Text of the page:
Washington (CNN) - Debbie Dingell announced Friday that she's running this year for the seat being vacated by her husband, Rep. John Dingell of Michigan.
"This decision was not easy for me. Let me be clear: I am not running to replace John Dingell (even if I wasn't married to him, I would have tried to convince him to run again). John Dingell is irreplaceable. But my drive to serve the people of this great state has led me here today," Debbie Dingell wrote in an email to supporters.
"I think we need more women at the table in politics and I am excited to show the voters just what we can do together," added Dingell.
John Dingell has served in the House for 58 years. He was 29 when he was first elected in a special election to fill the remainder of his late father's term. John Dingell, Sr. had held the seat since its creation in 1932.
CNN confirmed on Tuesday that Debbie Dingell, the congressman's wife of 38 years and a longtime Democratic National Committee member, would run for her husband's seat. Democratic strategists told CNN that Mrs. Dingell's entry into the race would basically clear the field of other major Democrats.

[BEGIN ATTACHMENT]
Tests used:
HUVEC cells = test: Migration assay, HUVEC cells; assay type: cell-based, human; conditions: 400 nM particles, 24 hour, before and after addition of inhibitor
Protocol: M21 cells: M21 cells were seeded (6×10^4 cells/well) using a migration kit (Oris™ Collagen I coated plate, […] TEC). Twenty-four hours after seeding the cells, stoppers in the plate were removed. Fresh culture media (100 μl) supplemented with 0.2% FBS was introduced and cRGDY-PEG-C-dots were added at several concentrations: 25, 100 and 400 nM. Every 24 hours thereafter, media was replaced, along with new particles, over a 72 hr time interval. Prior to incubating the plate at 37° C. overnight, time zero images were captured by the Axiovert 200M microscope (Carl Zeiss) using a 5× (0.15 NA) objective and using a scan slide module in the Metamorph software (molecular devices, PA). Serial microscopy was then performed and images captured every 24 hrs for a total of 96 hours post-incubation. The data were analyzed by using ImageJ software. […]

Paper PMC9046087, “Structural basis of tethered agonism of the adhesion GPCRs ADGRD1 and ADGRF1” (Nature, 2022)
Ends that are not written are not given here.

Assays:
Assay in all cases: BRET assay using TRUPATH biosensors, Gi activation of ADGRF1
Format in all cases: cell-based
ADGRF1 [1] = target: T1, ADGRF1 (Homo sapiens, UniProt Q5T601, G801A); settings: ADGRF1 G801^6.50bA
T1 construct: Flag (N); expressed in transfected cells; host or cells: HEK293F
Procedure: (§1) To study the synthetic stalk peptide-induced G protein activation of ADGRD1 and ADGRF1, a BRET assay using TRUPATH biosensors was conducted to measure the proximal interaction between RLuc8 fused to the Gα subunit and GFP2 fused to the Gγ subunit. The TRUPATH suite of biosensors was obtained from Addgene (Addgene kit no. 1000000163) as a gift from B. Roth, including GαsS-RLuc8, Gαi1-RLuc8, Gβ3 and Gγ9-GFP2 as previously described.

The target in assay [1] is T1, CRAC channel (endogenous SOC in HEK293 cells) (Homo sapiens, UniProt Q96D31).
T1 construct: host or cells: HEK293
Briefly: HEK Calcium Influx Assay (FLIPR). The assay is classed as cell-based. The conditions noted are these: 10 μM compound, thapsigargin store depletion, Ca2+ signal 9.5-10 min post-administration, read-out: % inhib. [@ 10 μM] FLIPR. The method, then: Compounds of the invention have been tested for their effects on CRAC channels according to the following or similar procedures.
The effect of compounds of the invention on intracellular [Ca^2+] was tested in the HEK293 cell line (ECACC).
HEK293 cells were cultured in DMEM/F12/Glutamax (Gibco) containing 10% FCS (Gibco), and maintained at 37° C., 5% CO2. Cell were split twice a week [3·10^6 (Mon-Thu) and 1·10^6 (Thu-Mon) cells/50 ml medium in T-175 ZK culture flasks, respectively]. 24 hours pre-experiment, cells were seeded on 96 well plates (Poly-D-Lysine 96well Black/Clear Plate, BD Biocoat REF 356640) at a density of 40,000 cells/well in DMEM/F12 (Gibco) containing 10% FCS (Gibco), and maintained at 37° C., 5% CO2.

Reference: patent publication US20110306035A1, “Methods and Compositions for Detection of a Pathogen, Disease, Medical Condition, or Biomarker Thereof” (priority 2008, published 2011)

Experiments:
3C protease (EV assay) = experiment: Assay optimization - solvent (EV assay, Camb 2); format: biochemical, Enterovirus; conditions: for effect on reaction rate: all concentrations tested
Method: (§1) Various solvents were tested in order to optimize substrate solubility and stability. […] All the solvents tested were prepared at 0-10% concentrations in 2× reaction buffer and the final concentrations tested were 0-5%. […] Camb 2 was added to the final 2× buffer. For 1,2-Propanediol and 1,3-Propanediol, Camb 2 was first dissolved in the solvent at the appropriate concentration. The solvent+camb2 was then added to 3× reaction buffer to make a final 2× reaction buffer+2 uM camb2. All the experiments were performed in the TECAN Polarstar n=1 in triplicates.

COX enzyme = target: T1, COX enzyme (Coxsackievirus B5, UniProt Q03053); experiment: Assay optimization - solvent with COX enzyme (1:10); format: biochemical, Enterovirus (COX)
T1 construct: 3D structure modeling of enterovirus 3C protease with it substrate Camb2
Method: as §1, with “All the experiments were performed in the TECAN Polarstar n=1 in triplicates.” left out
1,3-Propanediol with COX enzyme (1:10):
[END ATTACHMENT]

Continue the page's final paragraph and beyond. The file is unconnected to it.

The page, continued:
Democrats dominate Michigan's 12th Congressional District, which includes several working class southern suburbs of Detroit known as the "Downriver" area. The district stretches west to include Ann Arbor, home to the University of Michigan.
Dingell grabbed 68% of the vote in his 2012 re-election. And Barack Obama won two-thirds of the vote in the district in the 2008 and 2012 presidential elections.
In addition to her 30-year career at General Motors as a senior executive, Debbie Dingell has served on multiple boards of charities and organizations and has chaired several political campaigns, including former Vice President Al Gore's presidential campaign in Michigan.